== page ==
George Bernard Shaw – An Overview written by Zufeshan Iqbal
No one doubts George Bernard Shaw’s excellence as a playwright and critic. But it took him a long time to reach the highest level in the English-speaking world. He was born on July 5 to a poor but noble family in Dublin. George Bernard Shaw was the third and youngest child (and only son) of George Carr Shaw and Lucinda Elizabeth Gurly Shaw.
He got his taste for music and drama from his mother. At the age of twenty, he decided to become a writer and moved to London. There, he struggled to establish himself as a writer and novelist and embarked on a rigorous process of self-education.
By the mid-1880s he had become a respected theatre and music critic. His influence on Western theatre, culture, and politics extended from the 1880s to his death and beyond. He wrote more than sixty plays, including major works such as Man and Superman (1902), Pygmalion (1912), and Saint Joan (1923).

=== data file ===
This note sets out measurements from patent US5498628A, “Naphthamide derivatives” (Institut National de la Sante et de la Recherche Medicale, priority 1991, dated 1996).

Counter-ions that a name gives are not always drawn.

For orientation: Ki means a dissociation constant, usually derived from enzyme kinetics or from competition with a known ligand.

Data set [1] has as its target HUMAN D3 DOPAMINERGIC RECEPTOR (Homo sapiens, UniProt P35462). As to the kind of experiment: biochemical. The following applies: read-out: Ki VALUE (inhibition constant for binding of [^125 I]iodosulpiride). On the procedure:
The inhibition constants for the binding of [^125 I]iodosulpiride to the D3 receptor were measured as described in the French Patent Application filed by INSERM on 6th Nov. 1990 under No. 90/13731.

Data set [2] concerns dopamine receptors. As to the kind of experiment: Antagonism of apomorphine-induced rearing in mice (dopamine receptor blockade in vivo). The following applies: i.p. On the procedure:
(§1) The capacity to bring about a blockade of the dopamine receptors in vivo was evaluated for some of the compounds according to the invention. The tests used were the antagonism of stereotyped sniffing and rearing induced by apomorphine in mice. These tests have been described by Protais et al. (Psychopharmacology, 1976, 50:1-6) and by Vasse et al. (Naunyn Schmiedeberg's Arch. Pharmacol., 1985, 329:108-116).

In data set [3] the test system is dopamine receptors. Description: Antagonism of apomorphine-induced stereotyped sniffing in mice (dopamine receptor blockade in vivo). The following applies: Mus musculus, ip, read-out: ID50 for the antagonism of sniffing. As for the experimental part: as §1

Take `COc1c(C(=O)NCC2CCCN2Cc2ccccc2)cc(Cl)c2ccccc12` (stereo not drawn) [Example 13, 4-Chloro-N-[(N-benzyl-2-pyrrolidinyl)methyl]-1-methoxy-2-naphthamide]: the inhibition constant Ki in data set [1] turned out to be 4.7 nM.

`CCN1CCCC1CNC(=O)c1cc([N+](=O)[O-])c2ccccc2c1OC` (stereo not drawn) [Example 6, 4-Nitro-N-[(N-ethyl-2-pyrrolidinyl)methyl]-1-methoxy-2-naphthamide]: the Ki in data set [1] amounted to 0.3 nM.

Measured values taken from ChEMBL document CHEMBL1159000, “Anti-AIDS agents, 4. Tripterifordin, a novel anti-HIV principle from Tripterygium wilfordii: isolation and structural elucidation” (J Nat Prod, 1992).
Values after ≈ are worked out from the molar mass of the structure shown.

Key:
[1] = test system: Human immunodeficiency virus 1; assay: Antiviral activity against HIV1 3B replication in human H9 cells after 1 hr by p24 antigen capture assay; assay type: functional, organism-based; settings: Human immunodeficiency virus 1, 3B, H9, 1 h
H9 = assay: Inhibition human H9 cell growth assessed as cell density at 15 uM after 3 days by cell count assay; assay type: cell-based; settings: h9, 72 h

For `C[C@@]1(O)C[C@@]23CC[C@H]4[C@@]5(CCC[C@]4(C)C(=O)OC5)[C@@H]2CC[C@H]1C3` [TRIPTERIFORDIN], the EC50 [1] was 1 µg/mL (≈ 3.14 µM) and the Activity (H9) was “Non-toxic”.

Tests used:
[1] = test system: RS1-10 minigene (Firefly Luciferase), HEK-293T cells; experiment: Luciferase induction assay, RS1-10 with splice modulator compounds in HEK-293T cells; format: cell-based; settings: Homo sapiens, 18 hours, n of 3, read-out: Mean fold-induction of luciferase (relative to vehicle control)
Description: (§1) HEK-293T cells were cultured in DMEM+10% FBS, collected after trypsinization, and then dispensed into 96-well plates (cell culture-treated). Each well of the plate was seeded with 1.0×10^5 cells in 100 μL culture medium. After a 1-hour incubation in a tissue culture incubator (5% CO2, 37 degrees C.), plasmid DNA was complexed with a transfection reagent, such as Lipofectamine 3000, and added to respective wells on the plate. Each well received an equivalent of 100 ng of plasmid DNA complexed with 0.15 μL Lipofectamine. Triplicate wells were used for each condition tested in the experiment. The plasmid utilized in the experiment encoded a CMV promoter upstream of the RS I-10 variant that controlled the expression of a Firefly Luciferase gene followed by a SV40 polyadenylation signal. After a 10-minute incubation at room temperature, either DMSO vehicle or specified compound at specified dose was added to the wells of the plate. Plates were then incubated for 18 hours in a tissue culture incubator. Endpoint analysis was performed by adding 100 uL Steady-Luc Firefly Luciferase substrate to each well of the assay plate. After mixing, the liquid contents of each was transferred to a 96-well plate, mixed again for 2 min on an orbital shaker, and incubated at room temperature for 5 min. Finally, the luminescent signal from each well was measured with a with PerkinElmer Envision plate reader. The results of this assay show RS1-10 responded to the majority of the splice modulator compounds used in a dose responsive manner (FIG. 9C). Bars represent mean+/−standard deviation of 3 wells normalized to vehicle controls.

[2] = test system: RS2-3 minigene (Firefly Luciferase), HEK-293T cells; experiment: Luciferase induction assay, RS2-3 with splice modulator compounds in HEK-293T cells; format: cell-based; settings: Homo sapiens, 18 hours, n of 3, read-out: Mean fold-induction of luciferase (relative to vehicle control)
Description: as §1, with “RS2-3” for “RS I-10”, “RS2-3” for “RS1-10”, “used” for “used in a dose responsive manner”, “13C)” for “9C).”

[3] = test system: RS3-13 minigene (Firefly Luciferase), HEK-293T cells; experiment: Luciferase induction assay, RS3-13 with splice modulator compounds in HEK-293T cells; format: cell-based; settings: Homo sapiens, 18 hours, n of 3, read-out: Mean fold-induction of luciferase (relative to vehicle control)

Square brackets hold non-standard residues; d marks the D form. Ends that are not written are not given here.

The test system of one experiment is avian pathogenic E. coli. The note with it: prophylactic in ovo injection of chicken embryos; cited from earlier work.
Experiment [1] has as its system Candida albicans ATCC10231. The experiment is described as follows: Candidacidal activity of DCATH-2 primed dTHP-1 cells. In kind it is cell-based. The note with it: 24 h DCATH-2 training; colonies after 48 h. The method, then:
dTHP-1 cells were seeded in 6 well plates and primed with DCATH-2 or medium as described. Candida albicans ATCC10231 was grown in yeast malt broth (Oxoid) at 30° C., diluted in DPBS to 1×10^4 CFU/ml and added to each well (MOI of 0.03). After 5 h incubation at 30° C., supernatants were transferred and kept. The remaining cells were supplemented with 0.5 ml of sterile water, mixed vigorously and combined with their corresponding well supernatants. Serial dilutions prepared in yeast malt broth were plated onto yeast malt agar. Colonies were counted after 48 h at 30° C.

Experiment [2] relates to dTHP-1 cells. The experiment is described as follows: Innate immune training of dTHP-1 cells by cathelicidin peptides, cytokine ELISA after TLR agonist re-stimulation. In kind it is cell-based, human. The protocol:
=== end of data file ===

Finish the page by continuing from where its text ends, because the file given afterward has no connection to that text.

With a range incorporating both contemporary satire and historical allegory, Shaw became the leading dramatist of his generation, and in 1925 was awarded the Nobel Prize in Literature.
Shaw died on November 2, 1950, at the age of 94 at Ayot Saint Lawrence in the United Kingdom. After his death, he got more influential in English literature and till now he is popularly known as a playwright, storyteller, and poet. His speeches and essays have become part of the syllabus of English literature. This is because his writings are source of diction, containing fruit of thought and philosophy.